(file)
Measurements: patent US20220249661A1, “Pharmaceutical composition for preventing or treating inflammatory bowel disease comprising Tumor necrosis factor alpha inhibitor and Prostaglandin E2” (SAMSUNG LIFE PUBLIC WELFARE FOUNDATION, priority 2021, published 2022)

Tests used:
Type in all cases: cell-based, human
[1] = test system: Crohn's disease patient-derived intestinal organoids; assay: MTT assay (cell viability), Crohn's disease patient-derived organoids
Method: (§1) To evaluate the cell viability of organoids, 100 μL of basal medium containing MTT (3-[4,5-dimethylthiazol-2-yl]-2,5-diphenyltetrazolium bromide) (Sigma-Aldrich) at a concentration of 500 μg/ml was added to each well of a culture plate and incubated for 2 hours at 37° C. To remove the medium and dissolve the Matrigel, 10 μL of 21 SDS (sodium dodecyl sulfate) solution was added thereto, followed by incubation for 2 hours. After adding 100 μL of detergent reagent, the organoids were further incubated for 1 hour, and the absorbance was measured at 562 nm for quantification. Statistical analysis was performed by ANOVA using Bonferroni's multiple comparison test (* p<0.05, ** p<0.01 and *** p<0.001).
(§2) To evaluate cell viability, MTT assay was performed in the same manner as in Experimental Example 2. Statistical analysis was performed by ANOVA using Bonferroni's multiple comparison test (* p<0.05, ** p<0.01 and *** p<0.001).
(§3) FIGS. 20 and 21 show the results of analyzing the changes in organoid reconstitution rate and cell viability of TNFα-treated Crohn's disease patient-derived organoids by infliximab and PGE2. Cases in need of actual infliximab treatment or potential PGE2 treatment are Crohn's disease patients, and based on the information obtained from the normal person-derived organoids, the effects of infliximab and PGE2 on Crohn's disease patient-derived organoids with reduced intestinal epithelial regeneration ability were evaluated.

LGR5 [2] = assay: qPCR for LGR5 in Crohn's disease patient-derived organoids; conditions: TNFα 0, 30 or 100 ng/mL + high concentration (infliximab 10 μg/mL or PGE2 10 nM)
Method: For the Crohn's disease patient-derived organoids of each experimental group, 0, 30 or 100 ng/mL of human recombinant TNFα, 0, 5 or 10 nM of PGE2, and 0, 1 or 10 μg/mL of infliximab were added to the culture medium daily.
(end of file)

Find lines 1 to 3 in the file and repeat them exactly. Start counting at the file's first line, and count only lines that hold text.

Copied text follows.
Measurements: patent US20220249661A1, “Pharmaceutical composition for preventing or treating inflammatory bowel disease comprising Tumor necrosis factor alpha inhibitor and Prostaglandin E2” (SAMSUNG LIFE PUBLIC WELFARE FOUNDATION, priority 2021, published 2022)

Tests used:
Type in all cases: cell-based, human